Here’s My Heart Potholder Pattern for Heart-Shaped Oven Mitts

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Put some love in your kitchen with my heart potholder pattern. It’s fat-quarter-friendly. These easy-to-sew hot pads make great gifts for teachers, neighbors, friends, and your Valentine!

heart potholder pattern

Say I love you with a pair of beautiful hot pads that will say ‘I care so much that I don’t want you to get burned!’

This blog post has been converted to an optional PDF that’s optimized for printing. Find it here. The free Here’s My Heart Potholder Pattern is included in the blog post below and is free to read, print, and sew! Just hit CTRL +P on your computer to print. The Optimized for Printing PDF pattern for $3 is optional. Did you know you can get ALL the Optimized for Printing PDF files organized in a library to access anytime you want? Check it out.

The front of this heart potholder has an opening with bound edges. Stick your hand in the opening so you can use it like an oven mitt!

Don’t miss my Folded Fabric Coasters and Potholders that you can sew for any season!

Heart Potholder Finished Dimensions

The finished heart potholders are approximately 9” tall and 12” wide. The front and the back of the potholders have an optional heart shaped quilting design.

You’ll need less than a fat quarter of fabric each for the outer fabric and the lining, plus some insulated batting. I also used an optional layer of cotton quilt batting on each piece to make my potholders thicker. The insulated batting is the important layer that will keep you from getting burned.

Tips for Choosing Materials

Cotton is the best fabric to use when making potholders. This project works well with cotton quilting fabric because of the thick layers of fabric and insulated batting. One fat quarter of fabric is enough to cut the hot pad exterior, and you’ll need another one for the lining. Feel free to use your less-favorite fabric for the lining because it will barely show.

I used cotton thread on most of my potholders, but high-quality polyester thread is fine too because it is made to hold up to high heat.

You must use a layer of insulated batting such as Insulbrite brand wherever you want heat protection. There is Insulbright on both sides of these potholders, so the backs of your hands won’t get burned if they are inside. Insulbright is reversible, so it doesn’t matter what side is up – both sides are protective.

I like puffy potholders, so I used a layer of cotton batting in addition to the Insulbright on both sides of my potholders. This is optional if you would like thinner hot pads. If you use cotton batting like I did, be sure to use a heavy duty needle, such as 90/14 or 100/16.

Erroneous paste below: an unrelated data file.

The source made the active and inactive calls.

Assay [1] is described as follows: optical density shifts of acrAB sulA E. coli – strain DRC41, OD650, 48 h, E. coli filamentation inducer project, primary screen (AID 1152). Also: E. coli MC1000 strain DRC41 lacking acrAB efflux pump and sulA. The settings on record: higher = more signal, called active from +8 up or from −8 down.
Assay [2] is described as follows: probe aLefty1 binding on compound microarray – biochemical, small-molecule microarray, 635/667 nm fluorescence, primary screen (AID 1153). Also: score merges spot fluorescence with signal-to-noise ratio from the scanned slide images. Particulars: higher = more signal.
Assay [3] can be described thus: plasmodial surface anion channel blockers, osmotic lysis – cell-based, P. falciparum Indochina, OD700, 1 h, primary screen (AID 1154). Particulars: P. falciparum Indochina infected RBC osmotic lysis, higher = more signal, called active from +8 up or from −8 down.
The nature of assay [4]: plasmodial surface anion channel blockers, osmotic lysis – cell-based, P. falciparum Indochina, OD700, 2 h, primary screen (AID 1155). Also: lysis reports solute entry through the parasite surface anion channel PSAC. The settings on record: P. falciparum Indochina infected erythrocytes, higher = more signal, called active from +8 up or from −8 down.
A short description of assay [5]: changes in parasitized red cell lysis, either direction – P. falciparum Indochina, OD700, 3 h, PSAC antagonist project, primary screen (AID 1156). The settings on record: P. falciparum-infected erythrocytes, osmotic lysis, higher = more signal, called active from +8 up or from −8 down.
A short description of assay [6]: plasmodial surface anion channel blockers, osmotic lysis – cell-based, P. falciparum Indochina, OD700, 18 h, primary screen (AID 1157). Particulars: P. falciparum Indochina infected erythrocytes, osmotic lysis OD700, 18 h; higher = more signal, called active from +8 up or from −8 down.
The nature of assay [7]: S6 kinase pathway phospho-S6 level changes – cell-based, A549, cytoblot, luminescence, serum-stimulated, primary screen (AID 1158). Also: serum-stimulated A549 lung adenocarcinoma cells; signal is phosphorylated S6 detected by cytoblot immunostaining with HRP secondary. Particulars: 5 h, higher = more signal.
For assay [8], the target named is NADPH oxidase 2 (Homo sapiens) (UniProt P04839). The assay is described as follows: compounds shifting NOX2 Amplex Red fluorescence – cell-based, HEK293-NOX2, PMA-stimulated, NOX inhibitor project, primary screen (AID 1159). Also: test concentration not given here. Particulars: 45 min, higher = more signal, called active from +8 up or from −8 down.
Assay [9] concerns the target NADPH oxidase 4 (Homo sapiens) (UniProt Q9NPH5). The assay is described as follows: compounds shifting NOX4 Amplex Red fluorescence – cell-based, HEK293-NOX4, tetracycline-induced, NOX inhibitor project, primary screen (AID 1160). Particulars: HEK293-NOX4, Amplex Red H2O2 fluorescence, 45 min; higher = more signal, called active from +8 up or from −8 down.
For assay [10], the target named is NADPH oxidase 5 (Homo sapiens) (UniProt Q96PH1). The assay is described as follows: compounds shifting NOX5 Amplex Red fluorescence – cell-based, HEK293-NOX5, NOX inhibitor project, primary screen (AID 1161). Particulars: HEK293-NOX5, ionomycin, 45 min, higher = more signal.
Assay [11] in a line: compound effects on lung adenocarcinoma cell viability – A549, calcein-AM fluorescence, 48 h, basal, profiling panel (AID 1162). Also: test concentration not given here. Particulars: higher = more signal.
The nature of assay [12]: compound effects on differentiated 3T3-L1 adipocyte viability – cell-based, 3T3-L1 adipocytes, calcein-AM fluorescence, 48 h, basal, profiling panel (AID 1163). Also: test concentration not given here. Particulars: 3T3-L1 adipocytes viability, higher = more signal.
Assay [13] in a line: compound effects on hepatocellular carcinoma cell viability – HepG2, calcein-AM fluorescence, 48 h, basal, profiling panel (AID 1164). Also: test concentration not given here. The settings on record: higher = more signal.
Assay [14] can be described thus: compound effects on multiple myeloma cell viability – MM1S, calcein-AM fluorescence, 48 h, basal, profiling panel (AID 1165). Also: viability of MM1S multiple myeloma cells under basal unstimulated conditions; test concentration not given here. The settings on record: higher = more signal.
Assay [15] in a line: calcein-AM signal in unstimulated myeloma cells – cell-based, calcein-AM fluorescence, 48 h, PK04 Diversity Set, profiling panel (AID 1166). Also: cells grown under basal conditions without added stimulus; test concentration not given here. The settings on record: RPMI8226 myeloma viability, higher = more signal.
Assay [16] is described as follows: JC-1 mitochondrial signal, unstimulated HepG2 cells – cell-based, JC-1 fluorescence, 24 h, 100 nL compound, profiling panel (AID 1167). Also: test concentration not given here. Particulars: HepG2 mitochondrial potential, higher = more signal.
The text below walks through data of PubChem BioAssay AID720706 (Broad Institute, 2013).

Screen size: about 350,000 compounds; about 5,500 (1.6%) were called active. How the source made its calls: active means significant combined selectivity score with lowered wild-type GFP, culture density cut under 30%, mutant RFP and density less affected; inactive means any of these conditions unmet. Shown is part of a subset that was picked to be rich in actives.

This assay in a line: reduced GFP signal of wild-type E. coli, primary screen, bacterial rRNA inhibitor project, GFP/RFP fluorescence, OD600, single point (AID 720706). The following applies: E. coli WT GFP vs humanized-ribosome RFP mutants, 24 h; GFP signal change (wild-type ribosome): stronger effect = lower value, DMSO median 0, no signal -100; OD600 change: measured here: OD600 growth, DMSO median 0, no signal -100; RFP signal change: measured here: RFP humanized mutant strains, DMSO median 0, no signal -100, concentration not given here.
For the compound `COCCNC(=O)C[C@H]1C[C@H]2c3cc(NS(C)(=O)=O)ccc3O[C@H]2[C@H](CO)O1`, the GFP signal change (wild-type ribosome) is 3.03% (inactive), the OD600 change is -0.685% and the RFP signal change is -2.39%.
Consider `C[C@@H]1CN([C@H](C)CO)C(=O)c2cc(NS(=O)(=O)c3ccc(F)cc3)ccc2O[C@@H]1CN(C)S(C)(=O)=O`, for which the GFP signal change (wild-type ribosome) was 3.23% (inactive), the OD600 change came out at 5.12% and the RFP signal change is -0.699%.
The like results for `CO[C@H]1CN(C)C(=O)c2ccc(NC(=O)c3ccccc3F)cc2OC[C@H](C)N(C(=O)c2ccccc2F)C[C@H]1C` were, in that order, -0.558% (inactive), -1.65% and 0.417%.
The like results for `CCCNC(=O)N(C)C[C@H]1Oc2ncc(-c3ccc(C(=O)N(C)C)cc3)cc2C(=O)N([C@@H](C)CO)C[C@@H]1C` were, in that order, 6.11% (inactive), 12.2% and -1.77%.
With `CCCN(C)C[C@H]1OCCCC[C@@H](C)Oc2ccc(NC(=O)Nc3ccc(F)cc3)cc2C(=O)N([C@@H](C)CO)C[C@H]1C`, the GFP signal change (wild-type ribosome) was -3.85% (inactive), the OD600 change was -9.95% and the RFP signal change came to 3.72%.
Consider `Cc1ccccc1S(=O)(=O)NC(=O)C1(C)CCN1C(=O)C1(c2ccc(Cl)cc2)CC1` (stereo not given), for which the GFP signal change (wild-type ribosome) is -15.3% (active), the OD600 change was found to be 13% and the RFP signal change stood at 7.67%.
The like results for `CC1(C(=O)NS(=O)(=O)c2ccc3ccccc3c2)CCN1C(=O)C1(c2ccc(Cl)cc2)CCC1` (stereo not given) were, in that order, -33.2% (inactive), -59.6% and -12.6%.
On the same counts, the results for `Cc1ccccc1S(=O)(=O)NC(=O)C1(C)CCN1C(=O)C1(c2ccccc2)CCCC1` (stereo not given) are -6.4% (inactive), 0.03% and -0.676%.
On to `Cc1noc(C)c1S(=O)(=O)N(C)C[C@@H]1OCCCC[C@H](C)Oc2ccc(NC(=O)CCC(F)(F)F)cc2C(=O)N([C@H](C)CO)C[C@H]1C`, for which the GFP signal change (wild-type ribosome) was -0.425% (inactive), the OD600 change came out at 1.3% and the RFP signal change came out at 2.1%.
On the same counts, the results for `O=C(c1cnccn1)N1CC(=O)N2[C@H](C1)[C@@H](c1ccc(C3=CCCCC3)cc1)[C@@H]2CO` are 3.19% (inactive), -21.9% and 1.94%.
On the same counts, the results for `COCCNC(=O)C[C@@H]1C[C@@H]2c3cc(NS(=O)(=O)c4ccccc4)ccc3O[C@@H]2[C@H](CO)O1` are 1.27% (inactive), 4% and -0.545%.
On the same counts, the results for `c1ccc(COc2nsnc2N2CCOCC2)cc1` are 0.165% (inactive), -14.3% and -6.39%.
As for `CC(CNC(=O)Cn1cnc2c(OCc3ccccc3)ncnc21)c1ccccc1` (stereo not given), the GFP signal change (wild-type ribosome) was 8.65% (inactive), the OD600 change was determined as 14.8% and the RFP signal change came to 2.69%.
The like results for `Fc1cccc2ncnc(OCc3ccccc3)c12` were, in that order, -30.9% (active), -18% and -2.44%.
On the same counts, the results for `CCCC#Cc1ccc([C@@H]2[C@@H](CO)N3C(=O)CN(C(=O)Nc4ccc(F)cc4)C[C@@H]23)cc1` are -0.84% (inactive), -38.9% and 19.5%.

So let’s get started making heart shaped potholders!

Here’s My Heart Potholder Pattern

The template above includes 2 pages. Print at 100%; do not enlarge or reduce the template. The first page contains the cutting template. The second page is a heart-shaped tracing template to trace the quilting design.

You Will Need:

  • 1/4 yard of fabric for the potholder exterior
  • 1/4 yard of fabric for the lining
  • Small pieces or scraps of coordinating fabric for the binding and hanging loop
  • 1/4 yard insulated batting such as Insulbrite brand
  • Thread
  • Fabric marking pen
  • Optional: Quilt basting spray (such as 505 or SpraynBond)
  • Cutting tools: scissors, or rotary cutter and cutting mat
  • Sewing pins
  • A sewing machine and sewing machine needle (size 90/14 or larger suggested)
  • Chopstick or turning tool
  • Recommended: a walking foot for your sewing machine

Cutting Instructions

From the exterior fabric, cut:

  • 1 heart piece with the template placed on the fold of fabric (for the potholder back)
  • 2 half-heart pieces with the template fabric tree not on the fold, one piece reversed (for the potholder front)

From the lining fabric, cut:

  • 1 heart piece with the template placed on the fold of fabric (for the potholder back)
  • 2 half-heart pieces with the template fabric tree not on the fold, one piece reversed (for the potholder front)

From the small pieces or scraps of coordinating fabric, cut:

  • 1 rectangle of fabric 2” x 6” to make the hanging loop
  • 2 rectangles of fabric 2 1/4” x 8 1/2

From the insulated batting, cut:

  • 1 heart piece with the template placed on the fold of the interfacing (for the potholder back)
  • 2 half-heart pieces with the template fabric tree not on the fold, one piece reversed (for the potholder front)

Optional: from cotton quilt batting, cut:

  • 1 heart piece with the template placed on the fold of batting (for the potholder back)